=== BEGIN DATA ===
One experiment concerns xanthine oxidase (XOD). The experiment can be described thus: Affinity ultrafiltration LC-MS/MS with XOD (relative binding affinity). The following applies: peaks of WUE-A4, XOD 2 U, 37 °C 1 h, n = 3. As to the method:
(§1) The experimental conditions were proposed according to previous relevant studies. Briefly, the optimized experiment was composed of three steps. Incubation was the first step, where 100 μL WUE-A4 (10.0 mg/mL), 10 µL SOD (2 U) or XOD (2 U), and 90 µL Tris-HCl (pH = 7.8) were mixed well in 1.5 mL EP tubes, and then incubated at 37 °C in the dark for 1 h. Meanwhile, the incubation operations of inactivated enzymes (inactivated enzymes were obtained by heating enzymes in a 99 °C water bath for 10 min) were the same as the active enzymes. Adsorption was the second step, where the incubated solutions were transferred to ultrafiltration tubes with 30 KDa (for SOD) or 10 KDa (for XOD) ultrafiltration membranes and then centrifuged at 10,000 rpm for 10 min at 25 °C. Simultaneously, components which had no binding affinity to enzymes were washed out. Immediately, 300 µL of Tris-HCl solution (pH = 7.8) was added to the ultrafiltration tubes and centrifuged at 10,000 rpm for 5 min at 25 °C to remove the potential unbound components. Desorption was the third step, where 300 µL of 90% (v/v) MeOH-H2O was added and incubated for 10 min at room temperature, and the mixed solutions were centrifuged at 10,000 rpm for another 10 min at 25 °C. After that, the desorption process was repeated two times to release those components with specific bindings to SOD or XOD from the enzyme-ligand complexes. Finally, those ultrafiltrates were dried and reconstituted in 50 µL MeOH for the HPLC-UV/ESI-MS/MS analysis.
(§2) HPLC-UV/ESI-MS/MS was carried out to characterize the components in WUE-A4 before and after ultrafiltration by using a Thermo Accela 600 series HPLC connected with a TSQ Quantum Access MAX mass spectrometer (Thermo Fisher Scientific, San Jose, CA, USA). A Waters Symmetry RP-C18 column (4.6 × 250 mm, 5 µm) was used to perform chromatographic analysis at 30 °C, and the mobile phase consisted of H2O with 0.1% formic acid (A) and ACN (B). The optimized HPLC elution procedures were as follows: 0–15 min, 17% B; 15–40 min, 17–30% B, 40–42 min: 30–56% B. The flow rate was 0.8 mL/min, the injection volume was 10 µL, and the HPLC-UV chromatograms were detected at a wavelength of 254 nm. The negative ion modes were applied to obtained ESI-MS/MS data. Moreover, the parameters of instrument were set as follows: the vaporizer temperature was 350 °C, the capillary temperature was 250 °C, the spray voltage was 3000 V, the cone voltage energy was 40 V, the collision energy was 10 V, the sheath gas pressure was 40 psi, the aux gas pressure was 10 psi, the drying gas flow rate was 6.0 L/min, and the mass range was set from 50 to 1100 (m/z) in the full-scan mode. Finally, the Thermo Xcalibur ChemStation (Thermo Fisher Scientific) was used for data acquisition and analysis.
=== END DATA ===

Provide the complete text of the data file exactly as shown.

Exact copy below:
One experiment concerns xanthine oxidase (XOD). The experiment can be described thus: Affinity ultrafiltration LC-MS/MS with XOD (relative binding affinity). The following applies: peaks of WUE-A4, XOD 2 U, 37 °C 1 h, n = 3. As to the method:
(§1) The experimental conditions were proposed according to previous relevant studies. Briefly, the optimized experiment was composed of three steps. Incubation was the first step, where 100 μL WUE-A4 (10.0 mg/mL), 10 µL SOD (2 U) or XOD (2 U), and 90 µL Tris-HCl (pH = 7.8) were mixed well in 1.5 mL EP tubes, and then incubated at 37 °C in the dark for 1 h. Meanwhile, the incubation operations of inactivated enzymes (inactivated enzymes were obtained by heating enzymes in a 99 °C water bath for 10 min) were the same as the active enzymes. Adsorption was the second step, where the incubated solutions were transferred to ultrafiltration tubes with 30 KDa (for SOD) or 10 KDa (for XOD) ultrafiltration membranes and then centrifuged at 10,000 rpm for 10 min at 25 °C. Simultaneously, components which had no binding affinity to enzymes were washed out. Immediately, 300 µL of Tris-HCl solution (pH = 7.8) was added to the ultrafiltration tubes and centrifuged at 10,000 rpm for 5 min at 25 °C to remove the potential unbound components. Desorption was the third step, where 300 µL of 90% (v/v) MeOH-H2O was added and incubated for 10 min at room temperature, and the mixed solutions were centrifuged at 10,000 rpm for another 10 min at 25 °C. After that, the desorption process was repeated two times to release those components with specific bindings to SOD or XOD from the enzyme-ligand complexes. Finally, those ultrafiltrates were dried and reconstituted in 50 µL MeOH for the HPLC-UV/ESI-MS/MS analysis.
(§2) HPLC-UV/ESI-MS/MS was carried out to characterize the components in WUE-A4 before and after ultrafiltration by using a Thermo Accela 600 series HPLC connected with a TSQ Quantum Access MAX mass spectrometer (Thermo Fisher Scientific, San Jose, CA, USA). A Waters Symmetry RP-C18 column (4.6 × 250 mm, 5 µm) was used to perform chromatographic analysis at 30 °C, and the mobile phase consisted of H2O with 0.1% formic acid (A) and ACN (B). The optimized HPLC elution procedures were as follows: 0–15 min, 17% B; 15–40 min, 17–30% B, 40–42 min: 30–56% B. The flow rate was 0.8 mL/min, the injection volume was 10 µL, and the HPLC-UV chromatograms were detected at a wavelength of 254 nm. The negative ion modes were applied to obtained ESI-MS/MS data. Moreover, the parameters of instrument were set as follows: the vaporizer temperature was 350 °C, the capillary temperature was 250 °C, the spray voltage was 3000 V, the cone voltage energy was 40 V, the collision energy was 10 V, the sheath gas pressure was 40 psi, the aux gas pressure was 10 psi, the drying gas flow rate was 6.0 L/min, and the mass range was set from 50 to 1100 (m/z) in the full-scan mode. Finally, the Thermo Xcalibur ChemStation (Thermo Fisher Scientific) was used for data acquisition and analysis.